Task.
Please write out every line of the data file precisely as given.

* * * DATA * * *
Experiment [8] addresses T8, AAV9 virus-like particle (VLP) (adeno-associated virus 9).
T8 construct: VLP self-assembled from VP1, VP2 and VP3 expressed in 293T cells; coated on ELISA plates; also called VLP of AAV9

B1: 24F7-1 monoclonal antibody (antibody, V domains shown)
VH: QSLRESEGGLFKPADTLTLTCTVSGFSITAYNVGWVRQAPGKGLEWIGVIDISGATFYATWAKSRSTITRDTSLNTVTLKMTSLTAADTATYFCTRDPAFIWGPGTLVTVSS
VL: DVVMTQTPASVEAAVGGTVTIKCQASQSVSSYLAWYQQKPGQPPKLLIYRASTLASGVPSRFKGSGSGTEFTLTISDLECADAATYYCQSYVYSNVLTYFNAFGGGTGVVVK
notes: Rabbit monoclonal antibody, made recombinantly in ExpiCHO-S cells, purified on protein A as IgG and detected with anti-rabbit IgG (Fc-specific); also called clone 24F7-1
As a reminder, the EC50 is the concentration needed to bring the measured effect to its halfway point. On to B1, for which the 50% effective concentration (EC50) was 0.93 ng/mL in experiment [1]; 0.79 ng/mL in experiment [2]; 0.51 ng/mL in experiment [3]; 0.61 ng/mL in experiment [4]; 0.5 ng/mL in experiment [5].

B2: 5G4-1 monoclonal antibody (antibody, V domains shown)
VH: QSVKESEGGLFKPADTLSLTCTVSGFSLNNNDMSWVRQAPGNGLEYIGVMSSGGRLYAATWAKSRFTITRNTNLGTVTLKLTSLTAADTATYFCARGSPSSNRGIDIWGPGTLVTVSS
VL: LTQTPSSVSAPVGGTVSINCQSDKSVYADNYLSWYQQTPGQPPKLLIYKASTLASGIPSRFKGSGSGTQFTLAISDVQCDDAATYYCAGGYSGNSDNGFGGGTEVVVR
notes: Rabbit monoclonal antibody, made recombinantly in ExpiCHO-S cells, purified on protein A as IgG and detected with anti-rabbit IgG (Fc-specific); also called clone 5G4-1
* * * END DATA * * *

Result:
Experiment [8] addresses T8, AAV9 virus-like particle (VLP) (adeno-associated virus 9).
T8 construct: VLP self-assembled from VP1, VP2 and VP3 expressed in 293T cells; coated on ELISA plates; also called VLP of AAV9

B1: 24F7-1 monoclonal antibody (antibody, V domains shown)
VH: QSLRESEGGLFKPADTLTLTCTVSGFSITAYNVGWVRQAPGKGLEWIGVIDISGATFYATWAKSRSTITRDTSLNTVTLKMTSLTAADTATYFCTRDPAFIWGPGTLVTVSS
VL: DVVMTQTPASVEAAVGGTVTIKCQASQSVSSYLAWYQQKPGQPPKLLIYRASTLASGVPSRFKGSGSGTEFTLTISDLECADAATYYCQSYVYSNVLTYFNAFGGGTGVVVK
notes: Rabbit monoclonal antibody, made recombinantly in ExpiCHO-S cells, purified on protein A as IgG and detected with anti-rabbit IgG (Fc-specific); also called clone 24F7-1
As a reminder, the EC50 is the concentration needed to bring the measured effect to its halfway point. On to B1, for which the 50% effective concentration (EC50) was 0.93 ng/mL in experiment [1]; 0.79 ng/mL in experiment [2]; 0.51 ng/mL in experiment [3]; 0.61 ng/mL in experiment [4]; 0.5 ng/mL in experiment [5].

B2: 5G4-1 monoclonal antibody (antibody, V domains shown)
VH: QSVKESEGGLFKPADTLSLTCTVSGFSLNNNDMSWVRQAPGNGLEYIGVMSSGGRLYAATWAKSRFTITRNTNLGTVTLKLTSLTAADTATYFCARGSPSSNRGIDIWGPGTLVTVSS
VL: LTQTPSSVSAPVGGTVSINCQSDKSVYADNYLSWYQQTPGQPPKLLIYKASTLASGIPSRFKGSGSGTQFTLAISDVQCDDAATYYCAGGYSGNSDNGFGGGTEVVVR
notes: Rabbit monoclonal antibody, made recombinantly in ExpiCHO-S cells, purified on protein A as IgG and detected with anti-rabbit IgG (Fc-specific); also called clone 5G4-1